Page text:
Mikko Saari: Another great issue. You know, today I kept reloading the page, waiting when the new issue would come online as I'm several hours ahead of your time. I think that's a good sign, when it comes to the quality of your journal.
Specialize! Diversify! was a very interesting article. I know I've been toying with the thought myself - there are some games I'd really like to play more. I've started Go; I thought I'd just learn a bit so I can play this classic of classics, but then I found out there's no way you can learn "a bit" - it's all or nothing. But it would be interesting to play games like Tigris & Euphrates (thus Stephenson's Rocket, a very similar game, is good choice too), Princes of Florence and Puerto Rico, to name a few, a lot.
But, I've always come to the conclusion that I don't have nearly enough time to play all the games I want to play so diversity is indeed much better.
What comes to Ray Smith's article, I must say now I've played it, I find Villa Paletti an excellent choice for the Spiel des Jahres, certainly the best from the top three. From family games viewpoint Puerto Rico is too complicated and Trans America is simply a very boring game (well, that's just my opinion). Villa Paletti, on the other hand, brings an interesting edge to an old classic nearly everybody knows, looks great and is very heavy on the adrenaline side. Talk about turn angst! When the game progresses, I'm literally afraid when my turn comes... Excellent choice from the Jury, unfortunately the Finnish game of the year jury wasn't quite as bright.
Peter Marchlewitz: I just read your review for Bang! I have a question for you... does the packaging allow enough room for the cards to be stored in plastic sleeves to help preserve them? I heard that the box is a double wide standard playing card box, so that might not be very roomy.
Also, I have been contemplating getting Munchkin for so long, but have been turned of by its high cost and less than spectacular reviews. Is it similar to Bang in that there are no location cards, but just character cards and objects ( monsters and magic items ). Why ( in a nutshell ) do you not like it? Any insight would be greatly appreciated. Thanks!
GGA - Most card protectors are for Poker sized cards. Many games (including Bang!) have Bridge sized cards which are narrower. The plastic sleeves I have are far too big to fit in the Bang! box. I have heard that Dragonshields makes narrow card sleeves but I have not seen these in person. They're somewhat expensive and have coloured backs which I don't like but you may want to check them out.
I played exactly half of a game of Munchkin and have no desire to ever play again. I don't remember it all that well so I can't comment too precisely about it. I do remember that it seemed very obvious what my best play was each turn (or that it didn't actually matter what card I played) and that the game was going to go on for a while. I can handle a game that has very little skill involved but if the mechanics are uninteresting with a long playing time then I'm simply not going to bother. That, in a nutshell, was Munchkin.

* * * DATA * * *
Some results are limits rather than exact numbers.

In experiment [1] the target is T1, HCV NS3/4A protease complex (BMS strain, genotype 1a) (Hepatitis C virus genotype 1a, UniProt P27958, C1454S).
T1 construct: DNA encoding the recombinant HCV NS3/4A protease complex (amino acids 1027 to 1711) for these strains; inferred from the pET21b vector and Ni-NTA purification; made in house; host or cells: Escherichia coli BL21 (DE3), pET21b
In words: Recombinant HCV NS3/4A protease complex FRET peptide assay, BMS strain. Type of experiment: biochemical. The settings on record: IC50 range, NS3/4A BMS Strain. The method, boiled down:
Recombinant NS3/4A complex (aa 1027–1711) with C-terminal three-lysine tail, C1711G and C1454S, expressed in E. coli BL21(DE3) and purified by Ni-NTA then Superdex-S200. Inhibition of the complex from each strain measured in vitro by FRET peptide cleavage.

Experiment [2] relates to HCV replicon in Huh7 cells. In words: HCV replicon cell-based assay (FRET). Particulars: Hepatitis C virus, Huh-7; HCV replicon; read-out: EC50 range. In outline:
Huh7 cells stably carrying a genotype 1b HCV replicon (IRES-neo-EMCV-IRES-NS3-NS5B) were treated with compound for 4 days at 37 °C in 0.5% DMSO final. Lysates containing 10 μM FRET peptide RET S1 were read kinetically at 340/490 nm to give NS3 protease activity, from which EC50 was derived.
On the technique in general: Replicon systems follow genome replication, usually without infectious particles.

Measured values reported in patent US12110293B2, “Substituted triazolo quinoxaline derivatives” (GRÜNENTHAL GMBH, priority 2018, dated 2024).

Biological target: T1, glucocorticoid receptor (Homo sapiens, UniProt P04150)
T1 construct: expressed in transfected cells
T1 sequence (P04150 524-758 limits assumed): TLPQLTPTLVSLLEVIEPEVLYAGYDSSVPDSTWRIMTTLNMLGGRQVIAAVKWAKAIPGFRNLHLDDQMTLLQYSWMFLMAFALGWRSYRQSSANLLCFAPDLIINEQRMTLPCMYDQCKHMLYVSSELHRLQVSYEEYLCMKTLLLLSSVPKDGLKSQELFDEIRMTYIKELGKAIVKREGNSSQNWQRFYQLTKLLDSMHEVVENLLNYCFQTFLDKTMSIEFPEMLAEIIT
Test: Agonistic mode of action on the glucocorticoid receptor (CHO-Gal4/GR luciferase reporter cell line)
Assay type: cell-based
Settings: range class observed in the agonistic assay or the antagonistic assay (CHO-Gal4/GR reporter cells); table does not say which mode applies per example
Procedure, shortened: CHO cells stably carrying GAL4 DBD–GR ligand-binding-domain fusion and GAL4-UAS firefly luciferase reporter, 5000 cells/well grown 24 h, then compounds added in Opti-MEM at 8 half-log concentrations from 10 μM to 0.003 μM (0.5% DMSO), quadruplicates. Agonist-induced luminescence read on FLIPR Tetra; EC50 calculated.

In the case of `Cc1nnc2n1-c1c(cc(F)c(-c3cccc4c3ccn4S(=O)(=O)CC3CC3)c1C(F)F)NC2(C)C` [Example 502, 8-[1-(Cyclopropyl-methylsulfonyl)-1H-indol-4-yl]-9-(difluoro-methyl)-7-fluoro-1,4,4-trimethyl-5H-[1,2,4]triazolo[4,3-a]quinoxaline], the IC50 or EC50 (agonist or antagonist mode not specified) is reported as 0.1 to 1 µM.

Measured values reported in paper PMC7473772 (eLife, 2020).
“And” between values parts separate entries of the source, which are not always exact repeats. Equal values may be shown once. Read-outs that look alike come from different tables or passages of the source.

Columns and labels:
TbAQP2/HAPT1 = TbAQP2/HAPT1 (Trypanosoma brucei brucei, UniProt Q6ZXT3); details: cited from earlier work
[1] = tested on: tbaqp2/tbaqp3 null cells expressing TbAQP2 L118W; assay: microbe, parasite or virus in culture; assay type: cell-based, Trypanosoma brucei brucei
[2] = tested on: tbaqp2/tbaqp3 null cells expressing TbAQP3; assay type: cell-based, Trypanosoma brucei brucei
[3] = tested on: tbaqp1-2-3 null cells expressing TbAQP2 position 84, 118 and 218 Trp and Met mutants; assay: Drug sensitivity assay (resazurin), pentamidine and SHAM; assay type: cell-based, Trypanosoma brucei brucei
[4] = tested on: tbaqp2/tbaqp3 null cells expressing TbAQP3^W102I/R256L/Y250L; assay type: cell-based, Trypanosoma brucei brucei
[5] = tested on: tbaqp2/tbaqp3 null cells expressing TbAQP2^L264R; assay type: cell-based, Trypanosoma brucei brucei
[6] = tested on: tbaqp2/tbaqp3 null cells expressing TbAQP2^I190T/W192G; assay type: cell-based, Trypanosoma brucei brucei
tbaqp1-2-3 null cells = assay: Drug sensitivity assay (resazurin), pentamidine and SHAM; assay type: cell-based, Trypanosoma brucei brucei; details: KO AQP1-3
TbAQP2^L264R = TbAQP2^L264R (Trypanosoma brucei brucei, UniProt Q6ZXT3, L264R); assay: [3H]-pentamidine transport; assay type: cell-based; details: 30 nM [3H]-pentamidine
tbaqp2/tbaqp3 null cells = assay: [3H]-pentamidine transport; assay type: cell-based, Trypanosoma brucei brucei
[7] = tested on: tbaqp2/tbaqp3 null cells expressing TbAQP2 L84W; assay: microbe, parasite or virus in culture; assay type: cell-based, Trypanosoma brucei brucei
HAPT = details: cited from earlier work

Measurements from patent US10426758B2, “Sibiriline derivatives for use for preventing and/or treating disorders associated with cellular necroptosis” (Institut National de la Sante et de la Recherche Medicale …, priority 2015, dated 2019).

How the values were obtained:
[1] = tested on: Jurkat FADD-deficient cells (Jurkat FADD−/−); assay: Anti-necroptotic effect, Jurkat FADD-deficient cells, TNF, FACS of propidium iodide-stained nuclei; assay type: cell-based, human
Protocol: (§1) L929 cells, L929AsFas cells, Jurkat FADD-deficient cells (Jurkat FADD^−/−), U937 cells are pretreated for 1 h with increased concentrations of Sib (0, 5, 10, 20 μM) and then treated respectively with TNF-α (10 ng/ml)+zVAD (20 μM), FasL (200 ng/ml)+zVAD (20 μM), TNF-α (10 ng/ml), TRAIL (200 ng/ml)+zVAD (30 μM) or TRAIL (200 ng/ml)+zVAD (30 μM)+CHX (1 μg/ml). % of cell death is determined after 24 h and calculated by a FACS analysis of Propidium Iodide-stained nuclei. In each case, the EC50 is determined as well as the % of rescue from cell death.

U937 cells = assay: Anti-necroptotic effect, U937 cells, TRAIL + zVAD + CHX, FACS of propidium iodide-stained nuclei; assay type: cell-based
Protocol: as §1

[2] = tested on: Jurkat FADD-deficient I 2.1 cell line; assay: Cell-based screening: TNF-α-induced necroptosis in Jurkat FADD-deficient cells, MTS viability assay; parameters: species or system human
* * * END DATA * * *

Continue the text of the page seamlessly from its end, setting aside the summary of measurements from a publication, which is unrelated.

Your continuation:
Harlan Rosenthal: "The Container Store" just opened an outlet nearby. Among the huge selection of containers and shelves they have some nice corrugated boxes; just the right size for American-style game boards and other items. You can see pictures at: http://www.containerstore.com/browse/index.jhtml?CATID=60435
Richard Irving: I read this article [GGA - Specialize! Diversify!] and I had a few points to add:
- Presence of other players: If you play in a club specifically devoted to a particular game (or these days a website) or play in a regularly scheduled event (like a tournament), you are more likely to become a specialist. If you can't play a game regularly, then the is unlikely to become a "specialist" game.
- Wargamers are kind of a fuzzy category—they rarely play a single game in a specialist manner, but they the class of wargames to the exclusion to the exclusion of other types of games. In many cases that is because an individual wargame (especially if based on a historic topic) simply doesn't stand up for repeated play, whereas the same or similar games may be used to portray a different battle or war. It is worth noting the wargames that tend to have the most specialists: Advanced Squad Leader is the most obvious example, also to have multiple scenarios or are part of series with similar rules.
- I found it interesting, that you used the one multiplayer game that does generate a lot of specialist activity, Diplomacy, is used as an example of why multiplayer games often don't. Most of this community plays by mail or e-mail--less often as face to face. But it certainly exists. There exist archives of results in games, player ratings, variants, maps, 'zines', strategy articles,etc. in the Diplomacy that don't exist in the world of German games.
Jim Deacove: In response to Yirmeyahu Avery's request for more information about children's games [Letters - November, 2002], I would like to briefly toot my own horn. I have designed a few dozen children's games, many of which have won awards. You can visit my information site, www.familypastimes.com for images and descriptions and then if any tempt you enough for purchase, go the Funagain games site listed. Funagain carries all my games.
GGA - Mr. Deacove also wrote an article for us about his company which you can read here.
Henry Jennings: One of your archived articles [My Entire Waking Life by Kevin Maroney] mentioned a game by Peter Suber called Nomic. Apparently the game was about creating games or, more specifically, creating rules for games. I've searched through several web sites including Funagain, Boardgame Geek, and Abstract Strategy Games. I can find no information on either the game or its designer. Can you tell me anything about it?
GGA - I don't know anything about the game, perhaps one of our more enlightened readers will respond?